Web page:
Hunters completed the 2022 muzzleloader season with 12,141 deer checked from Jan. 8 to Tuesday, Jan. 11. Over the past three years, an average of 11,501 deer were taken with a muzzleloader during the same four-day period.
Top 10 counties for deer harvested during the 2022 muzzleloader season include Coshocton (467), Tuscarawas (455), Guernsey (386), Ashtabula (363), Muskingum (356), Knox (344), Meigs (338), Carroll (322), Licking (316), and Harrison (301). Coshocton County was tops in the state during the 2021 muzzleloader season with 367 deer checked, while hunters took 9,708 deer statewide.
“Ohio offers many opportunities for deer hunters to get into the field, and that includes the recently concluded muzzleloader season,” said Kendra Wecker, Wildlife Division chief. “It’s been a successful season for many hunters. All deer harvested in Ohio are required to be entered into the Division of Wildlife’s game check system. The data collected in the system is used to manage Ohio’s deer herd for sustainable populations into the future.”
Harvest records show that during the 2022 muzzleloader season, hunters took 3,333 bucks (27% of deer taken), 7,239 does (60%), and 1,282 button bucks (11%). Bucks with shed antlers and bucks with antlers less than 3 inches long accounted for 287 deer or 2% of the harvest.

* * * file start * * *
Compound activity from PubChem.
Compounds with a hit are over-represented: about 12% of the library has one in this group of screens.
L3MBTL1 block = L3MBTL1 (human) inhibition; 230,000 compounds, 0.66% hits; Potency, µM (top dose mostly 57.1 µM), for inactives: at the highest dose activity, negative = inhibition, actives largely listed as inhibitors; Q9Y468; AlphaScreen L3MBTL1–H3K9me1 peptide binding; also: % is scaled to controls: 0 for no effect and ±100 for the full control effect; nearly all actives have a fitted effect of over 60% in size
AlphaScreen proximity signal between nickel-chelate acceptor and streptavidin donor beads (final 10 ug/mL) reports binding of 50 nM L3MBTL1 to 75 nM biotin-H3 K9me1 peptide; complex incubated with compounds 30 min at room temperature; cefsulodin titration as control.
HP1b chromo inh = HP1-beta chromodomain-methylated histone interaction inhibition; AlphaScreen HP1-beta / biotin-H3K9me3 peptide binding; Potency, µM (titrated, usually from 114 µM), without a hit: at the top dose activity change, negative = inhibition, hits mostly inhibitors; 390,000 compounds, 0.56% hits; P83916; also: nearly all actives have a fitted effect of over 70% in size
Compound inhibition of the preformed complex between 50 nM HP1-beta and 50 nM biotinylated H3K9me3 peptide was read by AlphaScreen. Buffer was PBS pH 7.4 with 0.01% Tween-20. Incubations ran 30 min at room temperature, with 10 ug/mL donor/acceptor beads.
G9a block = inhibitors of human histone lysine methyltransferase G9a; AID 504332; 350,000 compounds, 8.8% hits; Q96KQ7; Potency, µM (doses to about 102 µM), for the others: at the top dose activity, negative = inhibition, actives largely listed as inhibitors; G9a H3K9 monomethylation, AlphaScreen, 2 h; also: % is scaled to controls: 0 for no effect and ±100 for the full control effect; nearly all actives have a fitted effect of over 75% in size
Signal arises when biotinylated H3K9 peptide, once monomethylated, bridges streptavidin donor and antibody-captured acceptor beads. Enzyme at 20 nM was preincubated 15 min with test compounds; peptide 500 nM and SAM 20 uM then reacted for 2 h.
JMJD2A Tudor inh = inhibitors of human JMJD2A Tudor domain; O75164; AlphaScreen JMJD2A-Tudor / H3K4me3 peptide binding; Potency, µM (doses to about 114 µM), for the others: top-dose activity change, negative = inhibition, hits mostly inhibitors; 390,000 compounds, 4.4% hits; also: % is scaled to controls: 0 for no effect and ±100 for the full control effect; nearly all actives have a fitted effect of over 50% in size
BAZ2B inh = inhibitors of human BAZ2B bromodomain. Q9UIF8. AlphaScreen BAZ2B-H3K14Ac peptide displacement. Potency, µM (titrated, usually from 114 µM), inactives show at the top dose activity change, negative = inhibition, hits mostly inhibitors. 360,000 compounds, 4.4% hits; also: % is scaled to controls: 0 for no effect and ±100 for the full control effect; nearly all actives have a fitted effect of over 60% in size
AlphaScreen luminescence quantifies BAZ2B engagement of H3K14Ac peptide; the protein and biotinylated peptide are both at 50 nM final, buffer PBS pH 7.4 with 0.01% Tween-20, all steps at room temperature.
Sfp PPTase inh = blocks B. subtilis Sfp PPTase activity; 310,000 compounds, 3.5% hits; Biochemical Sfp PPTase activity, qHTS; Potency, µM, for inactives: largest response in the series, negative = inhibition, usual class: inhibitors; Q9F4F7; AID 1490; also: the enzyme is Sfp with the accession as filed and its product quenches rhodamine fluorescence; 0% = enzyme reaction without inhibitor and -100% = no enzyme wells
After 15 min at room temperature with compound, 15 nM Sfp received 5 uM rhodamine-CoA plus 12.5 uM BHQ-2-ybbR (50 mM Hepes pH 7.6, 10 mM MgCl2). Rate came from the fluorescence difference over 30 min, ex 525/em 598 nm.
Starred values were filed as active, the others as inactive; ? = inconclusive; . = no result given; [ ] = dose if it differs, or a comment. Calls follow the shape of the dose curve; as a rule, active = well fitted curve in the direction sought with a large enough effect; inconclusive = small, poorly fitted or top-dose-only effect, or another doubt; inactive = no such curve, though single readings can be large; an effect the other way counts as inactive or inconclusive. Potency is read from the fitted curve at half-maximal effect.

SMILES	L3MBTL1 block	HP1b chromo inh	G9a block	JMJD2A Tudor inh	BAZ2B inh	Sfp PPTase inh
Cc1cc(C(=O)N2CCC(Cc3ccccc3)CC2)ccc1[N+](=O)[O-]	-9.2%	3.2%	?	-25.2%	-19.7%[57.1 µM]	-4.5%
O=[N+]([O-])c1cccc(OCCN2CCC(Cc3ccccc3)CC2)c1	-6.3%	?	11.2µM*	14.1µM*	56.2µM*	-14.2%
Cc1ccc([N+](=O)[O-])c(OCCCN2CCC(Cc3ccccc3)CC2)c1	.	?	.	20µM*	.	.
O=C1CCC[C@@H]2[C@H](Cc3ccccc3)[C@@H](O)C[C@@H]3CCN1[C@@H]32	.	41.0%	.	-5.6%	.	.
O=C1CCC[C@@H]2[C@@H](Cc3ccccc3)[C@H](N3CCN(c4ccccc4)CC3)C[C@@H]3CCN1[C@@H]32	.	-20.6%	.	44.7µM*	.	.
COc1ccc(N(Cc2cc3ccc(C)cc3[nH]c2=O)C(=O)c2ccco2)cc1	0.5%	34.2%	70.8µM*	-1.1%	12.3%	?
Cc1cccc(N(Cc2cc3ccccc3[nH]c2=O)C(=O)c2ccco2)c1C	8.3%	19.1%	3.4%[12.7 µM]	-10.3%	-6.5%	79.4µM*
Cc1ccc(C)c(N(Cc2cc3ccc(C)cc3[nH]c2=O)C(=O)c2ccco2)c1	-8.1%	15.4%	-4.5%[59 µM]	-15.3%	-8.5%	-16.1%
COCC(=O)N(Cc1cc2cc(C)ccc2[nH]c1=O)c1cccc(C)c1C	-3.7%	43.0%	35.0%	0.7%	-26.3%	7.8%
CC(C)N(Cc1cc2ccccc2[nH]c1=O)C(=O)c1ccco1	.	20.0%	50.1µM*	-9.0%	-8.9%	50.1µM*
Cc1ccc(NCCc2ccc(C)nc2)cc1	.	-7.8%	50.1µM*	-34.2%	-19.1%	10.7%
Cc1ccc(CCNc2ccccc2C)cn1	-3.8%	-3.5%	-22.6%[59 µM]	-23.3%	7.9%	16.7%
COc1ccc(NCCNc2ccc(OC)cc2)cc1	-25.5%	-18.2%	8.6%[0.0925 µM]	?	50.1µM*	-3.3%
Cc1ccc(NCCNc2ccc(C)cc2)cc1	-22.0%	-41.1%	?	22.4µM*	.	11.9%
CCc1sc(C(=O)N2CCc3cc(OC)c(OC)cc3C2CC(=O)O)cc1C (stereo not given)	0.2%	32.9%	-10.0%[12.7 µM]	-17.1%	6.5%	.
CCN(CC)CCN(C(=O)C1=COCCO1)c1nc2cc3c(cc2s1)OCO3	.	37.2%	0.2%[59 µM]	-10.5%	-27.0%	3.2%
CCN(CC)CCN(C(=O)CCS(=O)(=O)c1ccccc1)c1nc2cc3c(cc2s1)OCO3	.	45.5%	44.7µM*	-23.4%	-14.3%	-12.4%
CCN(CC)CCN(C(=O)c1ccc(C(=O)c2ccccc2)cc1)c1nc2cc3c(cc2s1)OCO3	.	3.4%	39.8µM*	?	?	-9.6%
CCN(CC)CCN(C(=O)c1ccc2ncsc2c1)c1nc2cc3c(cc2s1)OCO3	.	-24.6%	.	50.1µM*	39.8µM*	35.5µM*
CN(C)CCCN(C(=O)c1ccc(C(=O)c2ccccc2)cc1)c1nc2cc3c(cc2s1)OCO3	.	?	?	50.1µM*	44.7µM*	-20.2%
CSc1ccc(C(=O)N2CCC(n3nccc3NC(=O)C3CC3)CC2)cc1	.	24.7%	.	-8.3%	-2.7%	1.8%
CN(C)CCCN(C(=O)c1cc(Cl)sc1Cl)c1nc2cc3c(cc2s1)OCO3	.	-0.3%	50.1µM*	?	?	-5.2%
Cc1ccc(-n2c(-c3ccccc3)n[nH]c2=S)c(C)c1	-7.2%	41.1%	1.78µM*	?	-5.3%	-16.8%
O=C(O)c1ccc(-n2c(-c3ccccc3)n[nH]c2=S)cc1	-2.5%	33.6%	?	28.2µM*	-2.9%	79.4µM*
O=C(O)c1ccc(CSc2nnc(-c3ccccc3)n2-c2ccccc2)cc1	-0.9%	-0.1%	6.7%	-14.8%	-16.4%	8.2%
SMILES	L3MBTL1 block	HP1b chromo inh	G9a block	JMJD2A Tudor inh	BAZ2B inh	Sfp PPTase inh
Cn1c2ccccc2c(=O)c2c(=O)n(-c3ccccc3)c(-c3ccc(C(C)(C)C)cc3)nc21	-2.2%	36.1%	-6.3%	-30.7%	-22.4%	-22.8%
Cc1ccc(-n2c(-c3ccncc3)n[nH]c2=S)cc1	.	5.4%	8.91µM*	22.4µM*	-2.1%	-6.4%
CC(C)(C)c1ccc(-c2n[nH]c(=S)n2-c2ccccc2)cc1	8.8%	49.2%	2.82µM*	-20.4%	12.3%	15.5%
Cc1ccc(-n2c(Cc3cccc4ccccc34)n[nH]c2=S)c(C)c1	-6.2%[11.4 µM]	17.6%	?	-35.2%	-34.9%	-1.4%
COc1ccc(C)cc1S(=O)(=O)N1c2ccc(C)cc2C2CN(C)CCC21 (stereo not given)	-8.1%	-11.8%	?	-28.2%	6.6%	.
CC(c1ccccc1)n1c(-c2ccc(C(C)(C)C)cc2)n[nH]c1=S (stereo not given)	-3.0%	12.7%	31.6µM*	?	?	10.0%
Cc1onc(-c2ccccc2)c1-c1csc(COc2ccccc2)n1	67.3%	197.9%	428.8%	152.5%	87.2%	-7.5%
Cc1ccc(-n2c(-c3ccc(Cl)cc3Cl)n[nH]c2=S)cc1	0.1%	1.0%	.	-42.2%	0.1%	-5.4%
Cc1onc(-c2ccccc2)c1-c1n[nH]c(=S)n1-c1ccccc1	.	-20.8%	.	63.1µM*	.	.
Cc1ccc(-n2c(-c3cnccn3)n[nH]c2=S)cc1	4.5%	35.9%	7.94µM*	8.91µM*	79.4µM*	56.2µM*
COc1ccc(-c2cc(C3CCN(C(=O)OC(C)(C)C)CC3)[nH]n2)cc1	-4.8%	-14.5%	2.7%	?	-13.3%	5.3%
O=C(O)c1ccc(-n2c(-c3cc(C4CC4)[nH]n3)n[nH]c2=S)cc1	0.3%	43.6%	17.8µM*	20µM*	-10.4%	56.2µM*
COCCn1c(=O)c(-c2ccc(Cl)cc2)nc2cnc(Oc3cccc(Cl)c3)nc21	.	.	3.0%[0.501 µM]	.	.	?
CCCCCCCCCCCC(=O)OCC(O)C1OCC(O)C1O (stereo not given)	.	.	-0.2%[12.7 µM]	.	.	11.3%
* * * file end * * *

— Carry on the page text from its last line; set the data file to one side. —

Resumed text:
During the nine days of gun hunting, 79,805 deer were taken. In addition, young hunters harvested 7,634 deer during the two-day youth gun season. With about a month remaining to hunt with archery equipment, Ohio hunters have checked 186,426 deer across all seasons. Ohio’s archery season is open until Feb. 6.
Deer hunting occurs in all 88 counties and Ohio hunters have purchased 394,059 deer permits through Tuesday, Jan. 11. Hotspots for deer hunting are found mostly in the eastern regions, including Ashtabula, Coshocton, Tuscarawas, Muskingum, Guernsey, and Knox counties.
Ohio ranks fifth nationally in resident hunters and 11th in the number of jobs associated with hunting-related industries. Hunting generates more than $853 million in Ohio through the sale of equipment, fuel, food, lodging, and more, according to the National Shooting Sports Foundations’ Hunting in America: An Economic Force for Conservation publication.